Friday, 21 April 2017



By Margaretta wa Gacheru (posted April 21, 2017)

Lupito Nyong’o is not the only one to react with sorrow to the alarming set of images posted on Twitter last Wednesday (April 19) by one of Kenya’s leading stage and screen actors, Mugambi Nthige. The images of auctioneers loading up boxes filled with costumes, props and electronic equipment out in front of the Professional Centre went viral on social media following Mugambi’s tweet.

But just as it was easy to assume Mugambi had snapped those shots himself (probably on a smart phone), so it was just as likely the well-known actor was sharing a fact when he added “Phoenix Players has shut down.”

In reality, it was Tim King’oo, Phoenix’s acting Stage Manager, not Mugambi, who had taken those shots and posted them on the What’s App site ‘Phoenix Rising.’ “Mugambi must have lifted them from there,” notes another Phoenix stalwart, its acting Administrative officer, Brenda Muthoni, who’s been working for the Players since 2015.

“It’s understandable, looking at those images, to assume as Mugambi did, that Phoenix Players was finished, but it’s not,” Muthoni says.

She concedes the current arrears owed to their landlord, APSEA (short for Association of Professional Societies of East Africa) which owns Professional Centre, is a whopping Sh3.8 million. What’s more, that sum doesn’t include the bill sent from Dews Traders auctioneers for services rendered last Wednesday amounting to another Sh120,495.

But neither Muthoni nor King’oo nor the newly-constituted Phoenix Board are prepared to concede the demise of Phoenix. Ironically, neither are a myriad of well-wishers who have come out on social media suggesting something had to be done to save the Players.

“Yet where were all those well-wishers when we needed them,” asks Anita Ngugi, Phoenix’s previous marketing manager. “We had even hoped Lupita would come to see a show at Phoenix when she came to Kenya some time ago,” Anita adds, recalling as Lupita had tweeted, her [award-winning] career had actually begun with her acting with Phoenix Players

Yet just as Mugambi noted in his initial tweet, Phoenix has gone through many years of woe. Indeed, since its inception in 1982, when the late James Falkland and Peri Bhakoo registered Phoenix Players Ltd., the company has struggled. Annual membership combined with ticket sales had previously sustained repertory theatre, including the Players’ predecessor, Donovan Maule Theatre. But as membership numbers and corporate support dwindled, and the Government didn’t see the economic value of Kenya’s creative economy, times got even tougher.

Yet according to Muthoni, further complications compounded Phoenix’s recent woes. She and others have claimed the Players’ current problems are also due to major “mismanagement issues.” Stories of actors and directors not getting paid are rife. So are stories of actors announcing they’d never work at Phoenix again unless the management changed.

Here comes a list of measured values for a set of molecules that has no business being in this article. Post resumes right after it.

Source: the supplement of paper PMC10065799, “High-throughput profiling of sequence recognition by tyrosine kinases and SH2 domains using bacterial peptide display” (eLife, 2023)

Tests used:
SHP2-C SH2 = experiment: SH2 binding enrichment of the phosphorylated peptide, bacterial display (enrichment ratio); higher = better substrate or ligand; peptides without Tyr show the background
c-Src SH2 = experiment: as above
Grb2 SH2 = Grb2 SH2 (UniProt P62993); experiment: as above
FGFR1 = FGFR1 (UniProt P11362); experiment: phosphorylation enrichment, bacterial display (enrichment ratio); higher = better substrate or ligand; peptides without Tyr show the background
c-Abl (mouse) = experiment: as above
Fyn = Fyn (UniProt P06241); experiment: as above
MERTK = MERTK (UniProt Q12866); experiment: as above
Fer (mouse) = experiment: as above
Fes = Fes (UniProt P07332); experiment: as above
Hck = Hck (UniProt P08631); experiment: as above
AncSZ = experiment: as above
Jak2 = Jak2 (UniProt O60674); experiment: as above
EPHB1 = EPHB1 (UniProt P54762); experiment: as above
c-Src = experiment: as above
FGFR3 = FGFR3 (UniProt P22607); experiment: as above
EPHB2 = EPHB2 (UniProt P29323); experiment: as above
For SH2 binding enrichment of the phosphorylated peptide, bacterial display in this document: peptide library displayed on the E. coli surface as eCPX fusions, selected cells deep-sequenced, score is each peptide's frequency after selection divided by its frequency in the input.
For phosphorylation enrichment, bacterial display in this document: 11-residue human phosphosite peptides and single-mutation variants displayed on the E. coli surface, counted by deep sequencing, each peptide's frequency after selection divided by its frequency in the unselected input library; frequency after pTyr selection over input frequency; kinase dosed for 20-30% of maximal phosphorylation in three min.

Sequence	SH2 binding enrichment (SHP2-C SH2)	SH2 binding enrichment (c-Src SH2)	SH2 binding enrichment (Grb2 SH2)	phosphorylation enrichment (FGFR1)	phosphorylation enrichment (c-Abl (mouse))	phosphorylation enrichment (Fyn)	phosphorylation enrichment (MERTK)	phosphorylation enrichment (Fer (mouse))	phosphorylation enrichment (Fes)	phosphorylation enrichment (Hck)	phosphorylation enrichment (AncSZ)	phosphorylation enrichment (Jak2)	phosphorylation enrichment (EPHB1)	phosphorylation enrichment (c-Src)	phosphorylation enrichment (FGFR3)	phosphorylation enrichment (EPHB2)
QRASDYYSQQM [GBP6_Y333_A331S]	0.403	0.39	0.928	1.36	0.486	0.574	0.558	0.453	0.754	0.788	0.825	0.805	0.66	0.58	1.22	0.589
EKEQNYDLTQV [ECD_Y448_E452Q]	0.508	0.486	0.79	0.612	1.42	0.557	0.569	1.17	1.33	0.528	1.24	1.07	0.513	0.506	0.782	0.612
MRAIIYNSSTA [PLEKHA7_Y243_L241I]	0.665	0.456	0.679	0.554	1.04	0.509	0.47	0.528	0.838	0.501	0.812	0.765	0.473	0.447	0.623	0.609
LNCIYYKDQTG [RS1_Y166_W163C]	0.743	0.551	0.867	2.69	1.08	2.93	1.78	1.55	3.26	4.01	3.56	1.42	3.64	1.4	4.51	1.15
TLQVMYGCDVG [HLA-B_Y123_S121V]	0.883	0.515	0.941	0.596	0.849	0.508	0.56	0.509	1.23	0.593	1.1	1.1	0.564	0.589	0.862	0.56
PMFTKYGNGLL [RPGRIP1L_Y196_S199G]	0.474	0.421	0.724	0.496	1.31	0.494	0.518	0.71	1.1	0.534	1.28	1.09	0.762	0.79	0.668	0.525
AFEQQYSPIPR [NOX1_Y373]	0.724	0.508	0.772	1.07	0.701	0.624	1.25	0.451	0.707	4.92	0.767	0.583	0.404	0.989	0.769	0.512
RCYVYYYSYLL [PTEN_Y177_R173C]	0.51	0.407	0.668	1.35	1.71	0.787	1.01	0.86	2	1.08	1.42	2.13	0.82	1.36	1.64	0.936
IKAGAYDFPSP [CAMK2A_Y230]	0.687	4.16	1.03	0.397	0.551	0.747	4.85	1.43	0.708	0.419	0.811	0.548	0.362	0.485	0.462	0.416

Ironically, David Opondoe, who was General Manager at the time, says he quit Phoenix two years back. Yet he admits he’s still the sole signatory of the Players’ Barclays Bank account.

“We don’t even know how much is in that account,” says Muthoni. Apparently, it is only the previous Board which appointed Opondoe back in 2013, that can change the signatory. Yet according to Opondoe, that Board no longer exists. The previous board chairman, Nani Njoroge had officially resigned as did other board members, including Peter Nduati, Lorna Irungu, Mugambi Nandi and Engineer Kingangi.

With no Board of Directors, no General Manager and no access to the Players’ bank account, it was not a surprise to receive an eviction letter from APSEA in November 2016.

“I took the initiative to email the previous board and informed them about the [eviction] letter,” says Muthoni who got a scathing phone call from Opondoe who she hadn’t seen or heard from in over a year.

But from then on, Tim King’oo and Muthoni have been holding meetings with thespians who’ve previously been affiliated with Phoenix and who sincerely want to see the Theatre company survive.

According to Phoenix Players’ Articles of Association, a new board had to be elected by paid-up members. But as all the previous memberships had elapsed, Tim and Muthoni had to recruit new members willing to pay the Sh1000 membership fee. It was those members who subsequently elected a six-person board which is already planning the first fund-raiser production that Mugambi Nthige mentioned in one of his subsequent tweets last week.

“It’s true we’ll have to find a new venue and set a date, but Phoenix Players intends to stage August Wilson’s ‘Gem of the Ocean’, co-directed by Sahil Gada and myself,” says Tim King’oo who’d directed Wilson’s ‘Fences’ a year ago at the Phoenix.

“If the Phoenix is ever going to rise again, it’s got to be now,” adds Martin Githinji, one of the Players’ long-standing supporter and passionate member of Kenya’s theatre community.

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